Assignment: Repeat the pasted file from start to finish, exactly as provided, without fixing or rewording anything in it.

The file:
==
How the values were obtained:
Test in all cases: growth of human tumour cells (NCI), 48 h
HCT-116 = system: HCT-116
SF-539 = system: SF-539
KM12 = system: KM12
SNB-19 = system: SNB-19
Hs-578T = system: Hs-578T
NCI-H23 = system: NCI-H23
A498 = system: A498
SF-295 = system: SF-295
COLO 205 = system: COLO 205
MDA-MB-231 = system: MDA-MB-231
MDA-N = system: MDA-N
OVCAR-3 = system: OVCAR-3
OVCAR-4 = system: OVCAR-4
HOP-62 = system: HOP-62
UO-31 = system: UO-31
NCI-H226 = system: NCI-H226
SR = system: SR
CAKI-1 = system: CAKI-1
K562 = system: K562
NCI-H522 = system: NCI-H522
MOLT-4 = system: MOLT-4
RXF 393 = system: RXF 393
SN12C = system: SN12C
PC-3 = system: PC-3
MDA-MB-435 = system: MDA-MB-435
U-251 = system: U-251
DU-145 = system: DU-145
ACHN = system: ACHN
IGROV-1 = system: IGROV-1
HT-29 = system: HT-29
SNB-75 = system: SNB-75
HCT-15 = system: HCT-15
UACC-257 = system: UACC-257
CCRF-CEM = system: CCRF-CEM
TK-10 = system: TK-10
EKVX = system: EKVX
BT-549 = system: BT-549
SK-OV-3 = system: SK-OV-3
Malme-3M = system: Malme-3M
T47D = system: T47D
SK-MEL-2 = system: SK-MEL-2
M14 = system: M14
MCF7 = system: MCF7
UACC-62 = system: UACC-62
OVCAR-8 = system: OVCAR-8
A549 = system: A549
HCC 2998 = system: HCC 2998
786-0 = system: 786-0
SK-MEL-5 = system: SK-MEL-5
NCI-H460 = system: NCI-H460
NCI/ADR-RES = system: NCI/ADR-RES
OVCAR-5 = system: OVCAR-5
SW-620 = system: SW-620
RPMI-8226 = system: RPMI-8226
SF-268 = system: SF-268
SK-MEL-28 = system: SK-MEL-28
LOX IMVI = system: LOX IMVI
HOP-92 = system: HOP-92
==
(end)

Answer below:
How the values were obtained:
Test in all cases: growth of human tumour cells (NCI), 48 h
HCT-116 = system: HCT-116
SF-539 = system: SF-539
KM12 = system: KM12
SNB-19 = system: SNB-19
Hs-578T = system: Hs-578T
NCI-H23 = system: NCI-H23
A498 = system: A498
SF-295 = system: SF-295
COLO 205 = system: COLO 205
MDA-MB-231 = system: MDA-MB-231
MDA-N = system: MDA-N
OVCAR-3 = system: OVCAR-3
OVCAR-4 = system: OVCAR-4
HOP-62 = system: HOP-62
UO-31 = system: UO-31
NCI-H226 = system: NCI-H226
SR = system: SR
CAKI-1 = system: CAKI-1
K562 = system: K562
NCI-H522 = system: NCI-H522
MOLT-4 = system: MOLT-4
RXF 393 = system: RXF 393
SN12C = system: SN12C
PC-3 = system: PC-3
MDA-MB-435 = system: MDA-MB-435
U-251 = system: U-251
DU-145 = system: DU-145
ACHN = system: ACHN
IGROV-1 = system: IGROV-1
HT-29 = system: HT-29
SNB-75 = system: SNB-75
HCT-15 = system: HCT-15
UACC-257 = system: UACC-257
CCRF-CEM = system: CCRF-CEM
TK-10 = system: TK-10
EKVX = system: EKVX
BT-549 = system: BT-549
SK-OV-3 = system: SK-OV-3
Malme-3M = system: Malme-3M
T47D = system: T47D
SK-MEL-2 = system: SK-MEL-2
M14 = system: M14
MCF7 = system: MCF7
UACC-62 = system: UACC-62
OVCAR-8 = system: OVCAR-8
A549 = system: A549
HCC 2998 = system: HCC 2998
786-0 = system: 786-0
SK-MEL-5 = system: SK-MEL-5
NCI-H460 = system: NCI-H460
NCI/ADR-RES = system: NCI/ADR-RES
OVCAR-5 = system: OVCAR-5
SW-620 = system: SW-620
RPMI-8226 = system: RPMI-8226
SF-268 = system: SF-268
SK-MEL-28 = system: SK-MEL-28
LOX IMVI = system: LOX IMVI
HOP-92 = system: HOP-92